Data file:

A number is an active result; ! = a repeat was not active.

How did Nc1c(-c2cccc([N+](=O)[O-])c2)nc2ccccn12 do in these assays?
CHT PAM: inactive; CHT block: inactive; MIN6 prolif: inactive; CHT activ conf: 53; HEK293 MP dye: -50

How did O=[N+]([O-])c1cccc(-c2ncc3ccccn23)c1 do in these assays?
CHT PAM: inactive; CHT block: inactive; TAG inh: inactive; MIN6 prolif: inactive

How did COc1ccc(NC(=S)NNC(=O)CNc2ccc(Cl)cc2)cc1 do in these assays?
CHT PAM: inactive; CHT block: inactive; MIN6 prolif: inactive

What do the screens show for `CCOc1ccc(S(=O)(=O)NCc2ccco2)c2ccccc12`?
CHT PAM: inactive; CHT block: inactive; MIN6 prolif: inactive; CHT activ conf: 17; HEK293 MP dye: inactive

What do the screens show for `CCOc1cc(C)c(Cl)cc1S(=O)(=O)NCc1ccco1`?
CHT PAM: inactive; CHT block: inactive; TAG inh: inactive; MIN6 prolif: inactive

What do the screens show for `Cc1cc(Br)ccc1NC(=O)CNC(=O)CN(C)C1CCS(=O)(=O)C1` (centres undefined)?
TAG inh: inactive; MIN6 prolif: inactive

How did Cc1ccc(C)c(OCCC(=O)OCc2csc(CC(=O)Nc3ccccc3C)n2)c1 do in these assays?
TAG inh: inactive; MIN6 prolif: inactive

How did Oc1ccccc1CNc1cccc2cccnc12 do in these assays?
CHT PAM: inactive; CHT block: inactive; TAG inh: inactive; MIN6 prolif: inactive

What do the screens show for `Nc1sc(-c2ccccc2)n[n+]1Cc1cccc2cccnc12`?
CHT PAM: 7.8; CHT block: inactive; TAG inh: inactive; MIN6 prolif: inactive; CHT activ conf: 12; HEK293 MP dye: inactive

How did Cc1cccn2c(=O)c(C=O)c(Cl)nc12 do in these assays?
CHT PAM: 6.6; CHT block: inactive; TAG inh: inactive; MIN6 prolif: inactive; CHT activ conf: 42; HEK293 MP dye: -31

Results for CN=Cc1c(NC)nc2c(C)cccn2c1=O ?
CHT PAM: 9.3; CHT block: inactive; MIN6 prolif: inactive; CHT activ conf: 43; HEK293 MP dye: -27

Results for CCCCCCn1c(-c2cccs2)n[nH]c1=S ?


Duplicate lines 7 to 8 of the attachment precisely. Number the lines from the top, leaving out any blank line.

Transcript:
CHT PAM: inactive; CHT block: inactive; MIN6 prolif: inactive

What do the screens show for `CCOc1ccc(S(=O)(=O)NCc2ccco2)c2ccccc12`?